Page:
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Implementation and preclinical testing of a closed-loop control system for deep brain stimulation

Project description

Novel control system algorithm for deep brain stimulation

Deep brain stimulation (DBS) involves a procedure to implant a device that sends electrical signals to brain areas responsible for body movement. In recent years, DBS has emerged as a treatment for the symptoms of Parkinson's disease. However, the mechanisms of DBS are poorly understood, and patient treatment is inefficient due to the suboptimal programming of stimulus parameters. Current DBS systems operate in an 'open-loop' configuration with parameters empirically set for the remaining time of stimulation. Closed-loop DBS represents a new approach that has the potential to overcome current limitations by automatically adjusting stimulation parameters as required. The EU-funded DBScontrol project has developed computational models of the neural circuits in the brain during DBS to test novel algorithms for closed-loop treatment. The goal of the current feasibility phase is to demonstrate an implementation on a prototype device and carry out pre-clinical testing in animal models.

Objective

Over the past 25 years deep brain stimulation (DBS) has emerged as an effective treatment for the symptoms of Parkinson's disease (PD). Despite its success, the mechanisms of DBS are not yet fully understood. Moreover, patients experience side effects and poor control of symptoms associated with suboptimal programming of stimulus parameters. Current DBS systems operate in an 'open-loop' configuration with stimulus parameters (pulse amplitude, duration and frequency) empirically set and remaining fixed over time. Closed-loop DBS offers an alternative approach that has the potential to overcome current limitations and increase therapeutic efficacy, while reducing side-effects and increasing battery life, by automatically adjusting stimulation parameters as required. Although the potential benefits of closed-loop DBS are widely recognised, these systems have not yet been implemented clinically. Under the parent ERC project DBSmodel, we have developed biophysically detailed computational models of the neural circuits in the brain during DBS and are using these to develop and test novel algorithms for closed-loop DBS. Before these can be trialled in humans, however, feasibility must first to be demonstrated through implementation on a prototype device and pre-clinical testing in animal models. ERC proof of concept funding will enable us to do this by implementing and testing a novel closed-loop DBS system in an animal model of PD. The experimental validation will confirm the efficacy of a prototype solution suitable for translation to human studies.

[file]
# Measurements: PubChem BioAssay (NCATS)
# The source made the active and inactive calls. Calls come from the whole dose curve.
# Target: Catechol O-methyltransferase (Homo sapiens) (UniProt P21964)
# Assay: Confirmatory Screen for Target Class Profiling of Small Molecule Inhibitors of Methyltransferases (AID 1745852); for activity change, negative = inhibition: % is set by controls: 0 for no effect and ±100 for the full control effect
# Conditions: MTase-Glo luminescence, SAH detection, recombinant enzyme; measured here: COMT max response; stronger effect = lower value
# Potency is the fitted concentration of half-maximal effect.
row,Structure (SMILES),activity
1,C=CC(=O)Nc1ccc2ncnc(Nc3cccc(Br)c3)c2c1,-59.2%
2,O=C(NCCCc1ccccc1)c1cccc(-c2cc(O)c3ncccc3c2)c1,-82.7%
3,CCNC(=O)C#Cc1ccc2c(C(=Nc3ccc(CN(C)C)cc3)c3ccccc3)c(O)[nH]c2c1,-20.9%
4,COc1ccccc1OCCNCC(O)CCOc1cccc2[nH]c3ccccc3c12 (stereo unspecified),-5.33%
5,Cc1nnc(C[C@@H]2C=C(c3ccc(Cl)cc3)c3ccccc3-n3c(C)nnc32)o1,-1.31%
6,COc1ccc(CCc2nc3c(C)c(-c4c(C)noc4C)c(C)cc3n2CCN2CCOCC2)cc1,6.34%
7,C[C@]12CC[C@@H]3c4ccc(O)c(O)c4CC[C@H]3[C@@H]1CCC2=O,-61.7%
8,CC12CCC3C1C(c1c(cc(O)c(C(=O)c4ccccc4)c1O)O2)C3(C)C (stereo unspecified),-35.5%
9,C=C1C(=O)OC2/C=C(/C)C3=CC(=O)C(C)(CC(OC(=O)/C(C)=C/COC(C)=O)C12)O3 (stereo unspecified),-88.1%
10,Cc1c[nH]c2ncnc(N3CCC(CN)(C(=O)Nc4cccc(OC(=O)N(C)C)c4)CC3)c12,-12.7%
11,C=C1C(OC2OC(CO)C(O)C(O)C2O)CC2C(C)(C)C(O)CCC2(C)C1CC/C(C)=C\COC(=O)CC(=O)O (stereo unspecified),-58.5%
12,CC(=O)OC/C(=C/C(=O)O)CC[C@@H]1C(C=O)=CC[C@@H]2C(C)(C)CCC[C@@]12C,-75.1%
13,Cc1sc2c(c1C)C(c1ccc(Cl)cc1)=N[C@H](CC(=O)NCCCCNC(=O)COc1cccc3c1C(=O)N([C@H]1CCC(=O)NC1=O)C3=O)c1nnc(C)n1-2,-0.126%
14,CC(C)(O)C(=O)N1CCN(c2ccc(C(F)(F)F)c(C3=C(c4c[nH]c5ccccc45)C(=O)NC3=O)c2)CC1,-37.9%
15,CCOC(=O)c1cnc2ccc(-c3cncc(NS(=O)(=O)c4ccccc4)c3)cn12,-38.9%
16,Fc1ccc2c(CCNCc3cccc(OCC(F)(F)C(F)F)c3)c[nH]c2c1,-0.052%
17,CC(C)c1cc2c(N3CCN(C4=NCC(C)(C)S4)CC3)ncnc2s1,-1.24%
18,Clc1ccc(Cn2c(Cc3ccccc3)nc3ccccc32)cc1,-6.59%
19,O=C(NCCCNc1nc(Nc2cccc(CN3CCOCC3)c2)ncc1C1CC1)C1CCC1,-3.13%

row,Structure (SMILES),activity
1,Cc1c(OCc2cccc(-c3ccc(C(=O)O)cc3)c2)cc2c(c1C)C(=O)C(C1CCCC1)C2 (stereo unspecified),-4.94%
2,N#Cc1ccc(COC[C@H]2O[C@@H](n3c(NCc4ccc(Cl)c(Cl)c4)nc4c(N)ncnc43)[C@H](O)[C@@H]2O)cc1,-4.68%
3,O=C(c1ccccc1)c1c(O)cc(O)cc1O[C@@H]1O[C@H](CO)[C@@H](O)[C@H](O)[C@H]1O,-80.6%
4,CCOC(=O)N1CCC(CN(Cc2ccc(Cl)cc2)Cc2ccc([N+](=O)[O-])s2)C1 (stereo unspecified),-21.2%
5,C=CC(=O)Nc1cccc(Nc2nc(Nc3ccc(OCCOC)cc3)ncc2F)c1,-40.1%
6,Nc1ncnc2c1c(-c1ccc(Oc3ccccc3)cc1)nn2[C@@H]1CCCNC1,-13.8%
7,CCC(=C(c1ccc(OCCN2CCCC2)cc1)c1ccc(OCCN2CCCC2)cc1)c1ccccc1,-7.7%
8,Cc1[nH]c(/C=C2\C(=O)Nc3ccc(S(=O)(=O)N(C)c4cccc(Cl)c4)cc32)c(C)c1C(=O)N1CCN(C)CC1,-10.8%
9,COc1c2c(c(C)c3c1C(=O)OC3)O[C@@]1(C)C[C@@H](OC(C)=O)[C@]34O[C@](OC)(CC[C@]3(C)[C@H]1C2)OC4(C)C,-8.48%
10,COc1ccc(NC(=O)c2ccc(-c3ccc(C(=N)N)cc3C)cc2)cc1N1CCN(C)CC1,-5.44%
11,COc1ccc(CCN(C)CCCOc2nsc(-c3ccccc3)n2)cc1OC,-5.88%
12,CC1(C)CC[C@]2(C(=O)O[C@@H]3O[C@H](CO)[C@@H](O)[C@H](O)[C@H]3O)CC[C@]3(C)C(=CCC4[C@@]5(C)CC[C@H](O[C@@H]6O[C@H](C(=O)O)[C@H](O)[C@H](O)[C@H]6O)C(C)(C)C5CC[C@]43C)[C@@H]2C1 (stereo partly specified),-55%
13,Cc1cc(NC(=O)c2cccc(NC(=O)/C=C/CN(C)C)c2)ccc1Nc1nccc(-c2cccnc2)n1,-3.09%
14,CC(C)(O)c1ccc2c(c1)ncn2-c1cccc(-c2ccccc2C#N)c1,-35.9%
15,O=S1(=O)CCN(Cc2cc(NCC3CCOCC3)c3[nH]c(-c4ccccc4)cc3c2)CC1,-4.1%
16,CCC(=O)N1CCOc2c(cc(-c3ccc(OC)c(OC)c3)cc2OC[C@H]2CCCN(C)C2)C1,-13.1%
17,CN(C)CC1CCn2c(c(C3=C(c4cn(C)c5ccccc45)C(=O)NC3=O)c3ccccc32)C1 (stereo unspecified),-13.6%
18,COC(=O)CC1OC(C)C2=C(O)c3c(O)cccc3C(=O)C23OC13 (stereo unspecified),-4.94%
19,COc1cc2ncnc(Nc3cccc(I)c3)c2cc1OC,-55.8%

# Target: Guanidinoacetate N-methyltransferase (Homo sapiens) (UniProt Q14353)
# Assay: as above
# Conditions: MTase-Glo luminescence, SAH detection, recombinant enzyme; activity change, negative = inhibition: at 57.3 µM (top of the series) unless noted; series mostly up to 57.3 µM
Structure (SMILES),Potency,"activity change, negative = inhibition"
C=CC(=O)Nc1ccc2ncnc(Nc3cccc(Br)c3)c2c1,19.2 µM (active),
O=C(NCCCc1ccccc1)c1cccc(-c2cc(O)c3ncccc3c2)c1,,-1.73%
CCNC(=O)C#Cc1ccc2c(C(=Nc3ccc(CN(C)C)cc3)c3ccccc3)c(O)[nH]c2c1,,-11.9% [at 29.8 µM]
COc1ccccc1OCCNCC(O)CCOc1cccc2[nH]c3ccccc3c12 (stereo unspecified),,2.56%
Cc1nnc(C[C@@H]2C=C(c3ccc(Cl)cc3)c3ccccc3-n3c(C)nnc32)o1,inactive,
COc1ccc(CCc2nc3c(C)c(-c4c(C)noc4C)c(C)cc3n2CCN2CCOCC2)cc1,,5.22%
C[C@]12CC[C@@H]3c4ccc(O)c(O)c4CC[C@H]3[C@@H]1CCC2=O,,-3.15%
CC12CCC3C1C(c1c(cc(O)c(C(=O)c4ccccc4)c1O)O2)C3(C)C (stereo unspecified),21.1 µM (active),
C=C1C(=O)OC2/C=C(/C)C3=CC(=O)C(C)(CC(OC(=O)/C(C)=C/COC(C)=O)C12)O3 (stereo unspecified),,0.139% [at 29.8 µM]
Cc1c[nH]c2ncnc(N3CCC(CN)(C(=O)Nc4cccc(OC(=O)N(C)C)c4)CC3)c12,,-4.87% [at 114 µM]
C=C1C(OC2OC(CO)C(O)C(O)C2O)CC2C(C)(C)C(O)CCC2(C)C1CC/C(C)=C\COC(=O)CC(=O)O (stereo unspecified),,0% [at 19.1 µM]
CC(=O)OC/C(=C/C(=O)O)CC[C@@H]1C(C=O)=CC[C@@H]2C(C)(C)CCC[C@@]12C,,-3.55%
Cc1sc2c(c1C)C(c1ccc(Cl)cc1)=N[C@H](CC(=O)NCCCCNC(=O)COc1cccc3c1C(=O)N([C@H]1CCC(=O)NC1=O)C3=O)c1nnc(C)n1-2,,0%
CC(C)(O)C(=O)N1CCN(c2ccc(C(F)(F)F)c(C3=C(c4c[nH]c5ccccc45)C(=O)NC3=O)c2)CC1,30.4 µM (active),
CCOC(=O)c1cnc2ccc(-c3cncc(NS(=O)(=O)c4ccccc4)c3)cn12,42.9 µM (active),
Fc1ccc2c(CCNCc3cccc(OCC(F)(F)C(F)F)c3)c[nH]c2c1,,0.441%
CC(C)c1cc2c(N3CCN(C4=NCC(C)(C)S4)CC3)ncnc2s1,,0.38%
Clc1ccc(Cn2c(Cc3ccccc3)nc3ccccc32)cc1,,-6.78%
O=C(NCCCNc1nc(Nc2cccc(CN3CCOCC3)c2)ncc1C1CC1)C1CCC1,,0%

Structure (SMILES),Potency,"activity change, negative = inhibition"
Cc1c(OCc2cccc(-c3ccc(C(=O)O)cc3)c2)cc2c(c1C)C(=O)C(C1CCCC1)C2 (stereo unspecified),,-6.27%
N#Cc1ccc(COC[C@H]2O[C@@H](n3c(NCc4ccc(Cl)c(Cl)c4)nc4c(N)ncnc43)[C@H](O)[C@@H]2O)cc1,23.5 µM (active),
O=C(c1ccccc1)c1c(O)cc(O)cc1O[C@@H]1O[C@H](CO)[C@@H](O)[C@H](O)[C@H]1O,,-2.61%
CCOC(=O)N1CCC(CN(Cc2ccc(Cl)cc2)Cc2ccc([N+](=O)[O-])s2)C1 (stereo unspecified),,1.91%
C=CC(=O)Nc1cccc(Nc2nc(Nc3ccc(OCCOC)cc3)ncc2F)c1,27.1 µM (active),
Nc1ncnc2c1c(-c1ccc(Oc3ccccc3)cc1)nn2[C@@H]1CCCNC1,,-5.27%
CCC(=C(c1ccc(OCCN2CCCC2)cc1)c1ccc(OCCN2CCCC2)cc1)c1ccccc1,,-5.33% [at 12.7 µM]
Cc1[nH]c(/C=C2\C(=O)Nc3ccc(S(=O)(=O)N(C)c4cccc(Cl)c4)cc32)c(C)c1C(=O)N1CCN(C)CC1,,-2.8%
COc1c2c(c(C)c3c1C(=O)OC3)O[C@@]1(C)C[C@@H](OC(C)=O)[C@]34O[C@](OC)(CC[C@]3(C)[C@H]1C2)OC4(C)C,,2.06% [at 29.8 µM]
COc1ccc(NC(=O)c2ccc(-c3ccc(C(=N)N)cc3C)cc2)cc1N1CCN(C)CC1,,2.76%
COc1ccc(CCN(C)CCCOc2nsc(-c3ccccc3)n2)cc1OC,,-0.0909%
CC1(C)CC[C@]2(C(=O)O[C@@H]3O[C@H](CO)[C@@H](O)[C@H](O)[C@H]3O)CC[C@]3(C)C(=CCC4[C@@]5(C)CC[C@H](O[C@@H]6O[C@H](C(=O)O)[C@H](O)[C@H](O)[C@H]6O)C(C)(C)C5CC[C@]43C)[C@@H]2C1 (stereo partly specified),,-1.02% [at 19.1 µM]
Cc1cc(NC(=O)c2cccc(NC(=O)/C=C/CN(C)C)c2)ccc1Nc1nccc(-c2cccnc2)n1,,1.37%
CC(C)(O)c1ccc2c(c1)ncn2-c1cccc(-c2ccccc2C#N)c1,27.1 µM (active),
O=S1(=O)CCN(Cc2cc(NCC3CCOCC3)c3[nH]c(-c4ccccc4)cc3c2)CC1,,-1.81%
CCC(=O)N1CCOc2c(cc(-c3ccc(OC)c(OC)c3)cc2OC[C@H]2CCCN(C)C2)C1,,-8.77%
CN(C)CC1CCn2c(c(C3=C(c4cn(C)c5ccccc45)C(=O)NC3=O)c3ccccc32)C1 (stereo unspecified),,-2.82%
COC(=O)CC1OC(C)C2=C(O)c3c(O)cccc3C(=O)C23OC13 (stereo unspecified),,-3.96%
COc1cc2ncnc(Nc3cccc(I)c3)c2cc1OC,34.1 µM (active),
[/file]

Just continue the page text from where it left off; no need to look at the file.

Host institution

UNIVERSITY COLLEGE DUBLIN, NATIONAL UNIVERSITY OF IRELAND, DUBLIN
Net EU contribution
€ 150 000,00
Address
BELFIELD
4 Dublin
Ireland

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Region
Ireland Eastern and Midland Dublin
Activity type
Higher or Secondary Education Establishments
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Total cost
No data

Beneficiaries (1)